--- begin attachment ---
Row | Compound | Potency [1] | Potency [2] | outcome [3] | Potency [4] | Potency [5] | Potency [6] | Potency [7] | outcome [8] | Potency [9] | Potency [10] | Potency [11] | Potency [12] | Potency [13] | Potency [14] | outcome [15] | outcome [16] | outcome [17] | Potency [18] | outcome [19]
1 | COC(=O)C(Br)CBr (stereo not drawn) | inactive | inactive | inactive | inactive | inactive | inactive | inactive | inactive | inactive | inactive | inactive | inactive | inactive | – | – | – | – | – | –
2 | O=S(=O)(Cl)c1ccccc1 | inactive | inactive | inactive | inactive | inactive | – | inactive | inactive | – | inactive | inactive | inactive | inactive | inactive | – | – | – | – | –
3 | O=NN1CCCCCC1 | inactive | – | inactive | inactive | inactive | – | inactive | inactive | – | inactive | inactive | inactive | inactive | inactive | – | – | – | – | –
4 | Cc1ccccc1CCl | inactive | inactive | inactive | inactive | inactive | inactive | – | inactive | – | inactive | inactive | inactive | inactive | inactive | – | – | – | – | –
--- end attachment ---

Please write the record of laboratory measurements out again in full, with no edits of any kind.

Row | Compound | Potency [1] | Potency [2] | outcome [3] | Potency [4] | Potency [5] | Potency [6] | Potency [7] | outcome [8] | Potency [9] | Potency [10] | Potency [11] | Potency [12] | Potency [13] | Potency [14] | outcome [15] | outcome [16] | outcome [17] | Potency [18] | outcome [19]
1 | COC(=O)C(Br)CBr (stereo not drawn) | inactive | inactive | inactive | inactive | inactive | inactive | inactive | inactive | inactive | inactive | inactive | inactive | inactive | – | – | – | – | – | –
2 | O=S(=O)(Cl)c1ccccc1 | inactive | inactive | inactive | inactive | inactive | – | inactive | inactive | – | inactive | inactive | inactive | inactive | inactive | – | – | – | – | –
3 | O=NN1CCCCCC1 | inactive | – | inactive | inactive | inactive | – | inactive | inactive | – | inactive | inactive | inactive | inactive | inactive | – | – | – | – | –
4 | Cc1ccccc1CCl | inactive | inactive | inactive | inactive | inactive | inactive | – | inactive | – | inactive | inactive | inactive | inactive | inactive | – | – | – | – | –